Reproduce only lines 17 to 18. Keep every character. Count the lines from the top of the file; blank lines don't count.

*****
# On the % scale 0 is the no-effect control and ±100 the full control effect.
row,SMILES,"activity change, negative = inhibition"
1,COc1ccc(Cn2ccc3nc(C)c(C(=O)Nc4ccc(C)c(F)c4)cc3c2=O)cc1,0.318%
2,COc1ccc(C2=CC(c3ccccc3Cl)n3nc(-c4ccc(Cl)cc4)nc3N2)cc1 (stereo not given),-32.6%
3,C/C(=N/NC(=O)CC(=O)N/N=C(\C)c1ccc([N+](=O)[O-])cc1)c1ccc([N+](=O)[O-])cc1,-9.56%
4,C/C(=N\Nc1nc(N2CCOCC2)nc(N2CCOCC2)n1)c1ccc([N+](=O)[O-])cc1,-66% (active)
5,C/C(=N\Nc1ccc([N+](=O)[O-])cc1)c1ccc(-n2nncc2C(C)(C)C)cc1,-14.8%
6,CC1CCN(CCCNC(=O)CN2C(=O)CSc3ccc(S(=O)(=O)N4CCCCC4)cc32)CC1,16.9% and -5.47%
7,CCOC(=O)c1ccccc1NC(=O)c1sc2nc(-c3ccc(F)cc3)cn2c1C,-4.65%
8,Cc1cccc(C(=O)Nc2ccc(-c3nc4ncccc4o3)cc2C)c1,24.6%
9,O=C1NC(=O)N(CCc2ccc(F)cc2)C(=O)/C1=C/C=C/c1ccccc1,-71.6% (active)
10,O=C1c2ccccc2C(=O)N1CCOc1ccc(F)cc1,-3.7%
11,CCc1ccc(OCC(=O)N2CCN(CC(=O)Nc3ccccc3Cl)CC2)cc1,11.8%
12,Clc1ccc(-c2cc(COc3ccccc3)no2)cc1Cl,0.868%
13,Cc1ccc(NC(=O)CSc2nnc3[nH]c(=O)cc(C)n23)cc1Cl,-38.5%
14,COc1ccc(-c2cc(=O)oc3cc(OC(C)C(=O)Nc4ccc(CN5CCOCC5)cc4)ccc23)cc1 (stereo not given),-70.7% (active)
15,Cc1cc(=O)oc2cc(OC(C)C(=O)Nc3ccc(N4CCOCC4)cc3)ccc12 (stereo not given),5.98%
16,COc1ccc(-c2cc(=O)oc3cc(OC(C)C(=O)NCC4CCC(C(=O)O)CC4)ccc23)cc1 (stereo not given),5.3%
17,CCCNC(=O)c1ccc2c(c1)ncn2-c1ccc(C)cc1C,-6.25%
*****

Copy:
15,Cc1cc(=O)oc2cc(OC(C)C(=O)Nc3ccc(N4CCOCC4)cc3)ccc12 (stereo not given),5.98%
16,COc1ccc(-c2cc(=O)oc3cc(OC(C)C(=O)NCC4CCC(C(=O)O)CC4)ccc23)cc1 (stereo not given),5.3%